Brazil’s hard-right leader Jair Bolsonaro and his left-wing challenger Luiz Inacio Lula da Silva are almost neck-and-neck in polls as the country prepares to vote in today’s presidential election following a bitter campaign.
Surveys by pollsters Datafolha and Quaest both put Lula on 52 per cent of the votes against 48 per cent for Mr Bolsonaro, down from a 6 point lead three days ago.
Most polls still suggest Lula is the slight favourite to come back for a third term, capping a remarkable political rebound after his jailing on graft convictions that were overturned. But Mr Bolsonaro outperformed opinion polls in the first-round vote on 2 October and many analysts say the election could go either way.
Polls will open at 8am local time and close at 5pm. More than 120 million Brazilians are expected to cast ballots, but because the vote is conducted electronically, the final result is usually available within hours after voting stations close in late afternoon.
Brazil president makes Argentina a campaign boogeyman
As a Brazilian journalist living in Argentina, Luciana Taddeo says she spends ever-more effort rebutting ever-crazier rumours.
There were claims that Argentina’s presidential palace had been invaded, that people had to leave keys in their cars’ ignitions so the government could use them at any time, that the government had abolished the right to inherit properties.
Many of those rumours have been fanned by the presidential election in neighbouring Brazil, where incumbent president Jair Bolsonaro has turned Argentina — already a bitter football rival — into a sort of political boogeyman, a warning of the horrors his nation could face if it elects leftist former president Luiz Inácio Lula da Silva.
Stuti Mishra30 October 2022 07:00
Fears Bolsonaro will refuse to accept defeat
The last hours of the toxic contest between hard-right president Jair Bolsonaro and left-wing former leader Lula Inacio Lula da Silva, widely known simply as Lula, saw bitter accusations and recriminations as well as repeated warnings of possible widespread violence in the aftermath of Sunday’s polls.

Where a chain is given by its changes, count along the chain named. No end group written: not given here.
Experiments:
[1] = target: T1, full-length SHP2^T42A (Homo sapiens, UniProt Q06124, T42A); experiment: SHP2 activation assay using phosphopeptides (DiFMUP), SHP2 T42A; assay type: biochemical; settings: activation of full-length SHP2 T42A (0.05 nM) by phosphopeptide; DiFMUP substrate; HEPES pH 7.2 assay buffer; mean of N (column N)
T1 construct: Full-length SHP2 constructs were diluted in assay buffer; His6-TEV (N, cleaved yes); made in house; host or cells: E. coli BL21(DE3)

There are serious concerns that Mr Bolsonaro, a former army captain who revels in his moniker of “Trump of the Tropics”, will refuse to accept defeat and trigger a violent confrontation with his armed supporters taking to the streets.
Stuti Mishra30 October 2022 06:40
From prison to presidency, Brazil’s Lula could make stunning political comeback
It could be one of the most dramatic of all political rehabilitations, writes David Harding.
During the last Brazilian general election in 2018, Luiz Inacio Lula da Silva was in a prison cell, serving a 12-year sentence on corruption charges as part of the “Car Wash” scandal which shook the foundations of Brazilian politics, threatened to end his career, and paved the way for the controversial, far-right Jair Bolsonaro to triumph in an unlikely victory.
This Sunday, “Lula” could be confirmed as the country’s next president and, to cap the biggest of all comebacks for the left-winger, it would be at the expense of his chief political rival, Bolsonaro in a run-off.
Stuti Mishra30 October 2022 06:15
Brazilians set to vote in polarising runoff election
Brazilians are set to vote today in a polarising presidential election runoff that pits an incumbent vowing to safeguard conservative Christian values against a former president promising to return the country to a more prosperous past.
The runoff shaped up as a close contest between president Jair Bolsonaro and his political nemesis, former president Luiz Inacio Lula da Silva. Both are well-known, divisive political figures who stir passion as much as loathing.
The vote will determine if the world’s fourth-largest democracy stays the same course of far-right politics or returns a leftist to the top job – and, in the latter case, whether Mr Bolsonaro will accept defeat.
More than 120 million Brazilians are expected to cast ballots, but because the vote is conducted electronically, the final result is usually available within hours after voting stations close in late afternoon.
Most opinion polls gave a lead to Mr da Silva, universally known as Lula, though political analysts agreed the race grew increasingly tight in recent weeks.
Stuti Mishra30 October 2022 05:51
Good morning! Welcome to The Independent’s live coverage of the 2022 Brazilian election. Stay tuned for the latest!
Stuti Mishra30 October 2022 05:23